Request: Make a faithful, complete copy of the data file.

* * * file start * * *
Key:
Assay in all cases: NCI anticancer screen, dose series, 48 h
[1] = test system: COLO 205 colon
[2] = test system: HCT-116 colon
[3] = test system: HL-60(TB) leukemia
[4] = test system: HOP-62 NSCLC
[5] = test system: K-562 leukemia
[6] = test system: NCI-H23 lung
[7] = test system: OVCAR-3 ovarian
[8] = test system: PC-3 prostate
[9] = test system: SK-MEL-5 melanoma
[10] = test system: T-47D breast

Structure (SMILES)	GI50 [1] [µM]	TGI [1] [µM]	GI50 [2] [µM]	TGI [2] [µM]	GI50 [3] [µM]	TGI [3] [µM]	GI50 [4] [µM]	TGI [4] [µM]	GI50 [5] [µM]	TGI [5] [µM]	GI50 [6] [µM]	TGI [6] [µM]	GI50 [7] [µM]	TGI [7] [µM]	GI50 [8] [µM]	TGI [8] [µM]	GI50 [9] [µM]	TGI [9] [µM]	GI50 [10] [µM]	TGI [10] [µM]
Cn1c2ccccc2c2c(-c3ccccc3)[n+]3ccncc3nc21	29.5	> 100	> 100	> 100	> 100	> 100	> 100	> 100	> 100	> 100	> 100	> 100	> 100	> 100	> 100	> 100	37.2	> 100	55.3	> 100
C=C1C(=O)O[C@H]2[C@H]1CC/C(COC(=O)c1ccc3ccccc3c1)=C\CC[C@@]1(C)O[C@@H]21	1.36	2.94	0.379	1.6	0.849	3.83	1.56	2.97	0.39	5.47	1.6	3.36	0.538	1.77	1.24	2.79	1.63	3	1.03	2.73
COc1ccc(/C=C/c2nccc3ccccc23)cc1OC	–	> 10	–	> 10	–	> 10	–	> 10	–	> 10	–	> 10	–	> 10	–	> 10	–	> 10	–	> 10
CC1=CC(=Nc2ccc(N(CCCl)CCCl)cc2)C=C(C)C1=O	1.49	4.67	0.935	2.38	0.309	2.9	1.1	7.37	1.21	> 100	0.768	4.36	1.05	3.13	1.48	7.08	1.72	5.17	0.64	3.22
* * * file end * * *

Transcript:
Key:
Assay in all cases: NCI anticancer screen, dose series, 48 h
[1] = test system: COLO 205 colon
[2] = test system: HCT-116 colon
[3] = test system: HL-60(TB) leukemia
[4] = test system: HOP-62 NSCLC
[5] = test system: K-562 leukemia
[6] = test system: NCI-H23 lung
[7] = test system: OVCAR-3 ovarian
[8] = test system: PC-3 prostate
[9] = test system: SK-MEL-5 melanoma
[10] = test system: T-47D breast

Structure (SMILES)	GI50 [1] [µM]	TGI [1] [µM]	GI50 [2] [µM]	TGI [2] [µM]	GI50 [3] [µM]	TGI [3] [µM]	GI50 [4] [µM]	TGI [4] [µM]	GI50 [5] [µM]	TGI [5] [µM]	GI50 [6] [µM]	TGI [6] [µM]	GI50 [7] [µM]	TGI [7] [µM]	GI50 [8] [µM]	TGI [8] [µM]	GI50 [9] [µM]	TGI [9] [µM]	GI50 [10] [µM]	TGI [10] [µM]
Cn1c2ccccc2c2c(-c3ccccc3)[n+]3ccncc3nc21	29.5	> 100	> 100	> 100	> 100	> 100	> 100	> 100	> 100	> 100	> 100	> 100	> 100	> 100	> 100	> 100	37.2	> 100	55.3	> 100
C=C1C(=O)O[C@H]2[C@H]1CC/C(COC(=O)c1ccc3ccccc3c1)=C\CC[C@@]1(C)O[C@@H]21	1.36	2.94	0.379	1.6	0.849	3.83	1.56	2.97	0.39	5.47	1.6	3.36	0.538	1.77	1.24	2.79	1.63	3	1.03	2.73
COc1ccc(/C=C/c2nccc3ccccc23)cc1OC	–	> 10	–	> 10	–	> 10	–	> 10	–	> 10	–	> 10	–	> 10	–	> 10	–	> 10	–	> 10
CC1=CC(=Nc2ccc(N(CCCl)CCCl)cc2)C=C(C)C1=O	1.49	4.67	0.935	2.38	0.309	2.9	1.1	7.37	1.21	> 100	0.768	4.36	1.05	3.13	1.48	7.08	1.72	5.17	0.64	3.22